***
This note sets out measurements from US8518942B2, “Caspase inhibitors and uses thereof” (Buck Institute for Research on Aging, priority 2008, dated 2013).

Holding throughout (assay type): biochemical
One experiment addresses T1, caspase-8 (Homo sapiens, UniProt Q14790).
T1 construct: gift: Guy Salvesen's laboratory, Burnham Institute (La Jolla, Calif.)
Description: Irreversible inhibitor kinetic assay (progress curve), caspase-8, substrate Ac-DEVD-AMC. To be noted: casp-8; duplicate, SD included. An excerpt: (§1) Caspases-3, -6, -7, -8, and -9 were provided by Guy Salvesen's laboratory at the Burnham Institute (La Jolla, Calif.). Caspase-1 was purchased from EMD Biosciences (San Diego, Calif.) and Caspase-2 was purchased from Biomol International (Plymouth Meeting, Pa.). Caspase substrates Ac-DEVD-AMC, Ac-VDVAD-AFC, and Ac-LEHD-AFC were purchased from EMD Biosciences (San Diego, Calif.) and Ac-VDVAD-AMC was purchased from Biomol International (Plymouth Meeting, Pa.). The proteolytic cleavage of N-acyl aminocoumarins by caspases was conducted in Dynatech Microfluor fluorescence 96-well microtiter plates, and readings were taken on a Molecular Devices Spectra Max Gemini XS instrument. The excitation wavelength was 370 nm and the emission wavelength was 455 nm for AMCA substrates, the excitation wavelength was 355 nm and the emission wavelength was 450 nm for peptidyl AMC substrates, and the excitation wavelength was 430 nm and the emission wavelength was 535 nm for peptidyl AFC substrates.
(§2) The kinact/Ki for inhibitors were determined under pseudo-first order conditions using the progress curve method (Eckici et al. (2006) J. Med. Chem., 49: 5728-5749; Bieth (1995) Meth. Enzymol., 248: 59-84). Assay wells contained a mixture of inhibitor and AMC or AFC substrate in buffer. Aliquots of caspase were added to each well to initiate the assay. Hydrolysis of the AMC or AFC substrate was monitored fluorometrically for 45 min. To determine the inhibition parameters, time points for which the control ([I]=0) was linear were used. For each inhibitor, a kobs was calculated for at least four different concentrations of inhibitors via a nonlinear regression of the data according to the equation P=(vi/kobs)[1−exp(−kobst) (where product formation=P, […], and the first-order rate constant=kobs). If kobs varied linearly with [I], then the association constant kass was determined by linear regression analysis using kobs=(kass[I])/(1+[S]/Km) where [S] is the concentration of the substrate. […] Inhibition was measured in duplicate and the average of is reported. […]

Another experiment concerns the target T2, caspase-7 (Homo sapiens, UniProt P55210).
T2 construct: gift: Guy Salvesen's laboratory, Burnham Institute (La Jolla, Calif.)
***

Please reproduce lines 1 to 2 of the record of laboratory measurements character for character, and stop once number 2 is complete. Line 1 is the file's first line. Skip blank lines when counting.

This note sets out measurements from US8518942B2, “Caspase inhibitors and uses thereof” (Buck Institute for Research on Aging, priority 2008, dated 2013).

Holding throughout (assay type): biochemical